Japanese bacteriologist who was the first to obtain pure cultures of Trepanema pallidum, the spirochete that causes syphilis, which he found in the brains of persons who had died of paresis. He demonstrated the syphilitic origin of certain forms of general paralysis, developed one of the first tests to diagnose syphilis and proved that both Oroya fever and verruga peruana could be produced by Bartonella bacilliformis, now known to be different phases of Carrion's disease (bartonellosis). He found ways to cultivate microorganisms that had never before been grown in the test tube. Noguchi studied poliomyelitis, and trachoma and worked on a vaccine and serum for yellow fever. He died of yellow fever, while researching the disease in Africa.
Noguchi and His Patrons, by Isabel Rosanoff Plesset. - book suggestion.
  Edwin Grant Conklin
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 Born 24 Nov 1863; died 21 Nov 1952 at age 88.   quotes
American biologist and embryologist. In 1905, when working with a small marine creature called a tunicate, Conklin made a striking observation: the contents of the tunicate egg weren't uniform. Different parts of it were differently colored. When the mother egg began to divide, the new daughter cells that came from different colored areas became, as they split away, different types of tissue. The yellow stuff in the egg produced muscle cells, for instance, and the grayish stuff became the gut. In addition to his work in embryology, he published a number of works on evolution. He estimated he made a thousand public lectures interpreting evolution to religious and lay groups. He was a leading critic of society's response to advanced technology.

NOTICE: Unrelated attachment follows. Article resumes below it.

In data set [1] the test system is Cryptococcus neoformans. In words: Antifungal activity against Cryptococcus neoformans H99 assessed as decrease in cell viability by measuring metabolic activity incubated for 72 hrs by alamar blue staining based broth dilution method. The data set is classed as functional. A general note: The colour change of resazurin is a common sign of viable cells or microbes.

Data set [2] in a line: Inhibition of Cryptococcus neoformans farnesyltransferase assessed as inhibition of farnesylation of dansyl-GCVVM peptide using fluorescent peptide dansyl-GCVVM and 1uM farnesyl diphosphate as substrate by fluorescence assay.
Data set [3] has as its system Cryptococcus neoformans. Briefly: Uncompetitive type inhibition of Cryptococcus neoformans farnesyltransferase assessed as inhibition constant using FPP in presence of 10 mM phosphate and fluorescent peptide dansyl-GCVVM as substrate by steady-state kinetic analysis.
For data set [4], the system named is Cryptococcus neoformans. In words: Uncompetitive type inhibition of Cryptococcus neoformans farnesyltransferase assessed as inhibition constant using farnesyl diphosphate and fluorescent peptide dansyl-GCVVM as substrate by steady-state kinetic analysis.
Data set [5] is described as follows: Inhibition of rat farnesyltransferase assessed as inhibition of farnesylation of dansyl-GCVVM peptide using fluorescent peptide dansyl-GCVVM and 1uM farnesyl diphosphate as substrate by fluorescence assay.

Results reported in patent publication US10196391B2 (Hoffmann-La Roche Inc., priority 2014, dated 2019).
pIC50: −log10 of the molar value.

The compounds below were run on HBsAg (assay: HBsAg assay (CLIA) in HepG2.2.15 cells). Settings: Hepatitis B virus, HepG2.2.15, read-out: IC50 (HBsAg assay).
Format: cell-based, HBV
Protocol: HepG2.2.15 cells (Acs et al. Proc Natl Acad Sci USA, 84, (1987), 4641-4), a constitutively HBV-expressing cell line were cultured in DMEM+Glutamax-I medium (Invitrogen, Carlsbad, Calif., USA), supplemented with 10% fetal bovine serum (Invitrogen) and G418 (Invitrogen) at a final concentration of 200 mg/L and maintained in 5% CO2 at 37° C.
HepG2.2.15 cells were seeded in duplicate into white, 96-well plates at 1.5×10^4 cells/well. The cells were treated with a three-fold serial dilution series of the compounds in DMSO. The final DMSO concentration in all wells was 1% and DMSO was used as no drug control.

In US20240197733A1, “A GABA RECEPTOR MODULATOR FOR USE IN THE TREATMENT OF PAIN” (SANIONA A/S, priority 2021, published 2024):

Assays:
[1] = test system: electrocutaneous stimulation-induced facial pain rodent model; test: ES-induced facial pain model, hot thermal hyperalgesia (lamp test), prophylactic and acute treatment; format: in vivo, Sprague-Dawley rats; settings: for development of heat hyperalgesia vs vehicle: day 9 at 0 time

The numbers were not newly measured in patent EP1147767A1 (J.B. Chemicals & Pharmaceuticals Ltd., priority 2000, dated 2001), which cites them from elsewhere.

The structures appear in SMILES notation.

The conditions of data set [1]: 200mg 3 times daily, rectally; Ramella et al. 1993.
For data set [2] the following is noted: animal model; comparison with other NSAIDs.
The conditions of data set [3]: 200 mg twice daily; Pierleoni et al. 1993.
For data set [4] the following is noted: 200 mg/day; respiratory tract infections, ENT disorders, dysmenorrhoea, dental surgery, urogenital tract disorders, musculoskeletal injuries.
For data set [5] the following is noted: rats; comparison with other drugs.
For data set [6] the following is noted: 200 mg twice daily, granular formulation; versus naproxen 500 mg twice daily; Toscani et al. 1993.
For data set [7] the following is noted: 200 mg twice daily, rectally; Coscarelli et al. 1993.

Percy Gardner
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Parthian coin
 Born 24 Nov 1846; died 17 Jul 1937 at age 90.
English archaeologist and historian who studied Greek antiquities and numismatics. In 1871, he joined the British Museum as assistant in the department of coins and metals. He acted as field assistant for W. M. Flinders Petrie in the excavation of the Greek settlement of Naucritus in Egypt. In 1883, his Types of Greek Coins, the first of the modern accounts of classical numismatics, Gardner demonstrated how the history and art of a period is shown by its coinage. While professor of archaeology at Oxford University, (1887-1925), Gardner actively expanded its archaeology library and built a collection of classical sculpture busts. He supervised repair of inept prior restorations of the Arundel marbles held by the University Galleries.«
Archaeology and the Types of Greek Coins, by Percy Gardner. - book suggestion.
  William Crawford Williamson